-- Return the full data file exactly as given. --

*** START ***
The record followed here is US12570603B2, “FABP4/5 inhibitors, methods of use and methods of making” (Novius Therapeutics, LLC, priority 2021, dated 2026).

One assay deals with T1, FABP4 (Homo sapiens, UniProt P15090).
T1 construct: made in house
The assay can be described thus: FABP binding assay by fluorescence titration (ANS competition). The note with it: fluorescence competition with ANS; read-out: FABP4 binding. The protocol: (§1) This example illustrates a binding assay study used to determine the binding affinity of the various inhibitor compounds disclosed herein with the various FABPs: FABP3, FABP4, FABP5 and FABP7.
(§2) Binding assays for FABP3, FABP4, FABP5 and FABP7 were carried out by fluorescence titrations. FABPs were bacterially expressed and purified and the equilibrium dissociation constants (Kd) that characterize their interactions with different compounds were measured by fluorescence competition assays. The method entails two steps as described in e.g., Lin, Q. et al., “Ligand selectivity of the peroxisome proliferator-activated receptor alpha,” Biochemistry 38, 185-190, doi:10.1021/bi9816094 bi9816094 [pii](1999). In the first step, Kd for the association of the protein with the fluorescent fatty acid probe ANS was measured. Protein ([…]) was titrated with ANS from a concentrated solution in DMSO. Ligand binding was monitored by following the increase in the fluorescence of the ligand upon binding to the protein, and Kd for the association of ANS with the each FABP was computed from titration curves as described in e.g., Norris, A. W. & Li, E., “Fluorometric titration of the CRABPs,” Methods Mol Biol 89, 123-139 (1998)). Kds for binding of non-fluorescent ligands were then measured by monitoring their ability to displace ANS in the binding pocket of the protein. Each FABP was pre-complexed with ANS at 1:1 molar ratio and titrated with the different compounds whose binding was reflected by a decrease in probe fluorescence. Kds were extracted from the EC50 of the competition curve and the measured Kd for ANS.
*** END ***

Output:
The record followed here is US12570603B2, “FABP4/5 inhibitors, methods of use and methods of making” (Novius Therapeutics, LLC, priority 2021, dated 2026).

One assay deals with T1, FABP4 (Homo sapiens, UniProt P15090).
T1 construct: made in house
The assay can be described thus: FABP binding assay by fluorescence titration (ANS competition). The note with it: fluorescence competition with ANS; read-out: FABP4 binding. The protocol: (§1) This example illustrates a binding assay study used to determine the binding affinity of the various inhibitor compounds disclosed herein with the various FABPs: FABP3, FABP4, FABP5 and FABP7.
(§2) Binding assays for FABP3, FABP4, FABP5 and FABP7 were carried out by fluorescence titrations. FABPs were bacterially expressed and purified and the equilibrium dissociation constants (Kd) that characterize their interactions with different compounds were measured by fluorescence competition assays. The method entails two steps as described in e.g., Lin, Q. et al., “Ligand selectivity of the peroxisome proliferator-activated receptor alpha,” Biochemistry 38, 185-190, doi:10.1021/bi9816094 bi9816094 [pii](1999). In the first step, Kd for the association of the protein with the fluorescent fatty acid probe ANS was measured. Protein ([…]) was titrated with ANS from a concentrated solution in DMSO. Ligand binding was monitored by following the increase in the fluorescence of the ligand upon binding to the protein, and Kd for the association of ANS with the each FABP was computed from titration curves as described in e.g., Norris, A. W. & Li, E., “Fluorometric titration of the CRABPs,” Methods Mol Biol 89, 123-139 (1998)). Kds for binding of non-fluorescent ligands were then measured by monitoring their ability to displace ANS in the binding pocket of the protein. Each FABP was pre-complexed with ANS at 1:1 molar ratio and titrated with the different compounds whose binding was reflected by a decrease in probe fluorescence. Kds were extracted from the EC50 of the competition curve and the measured Kd for ANS.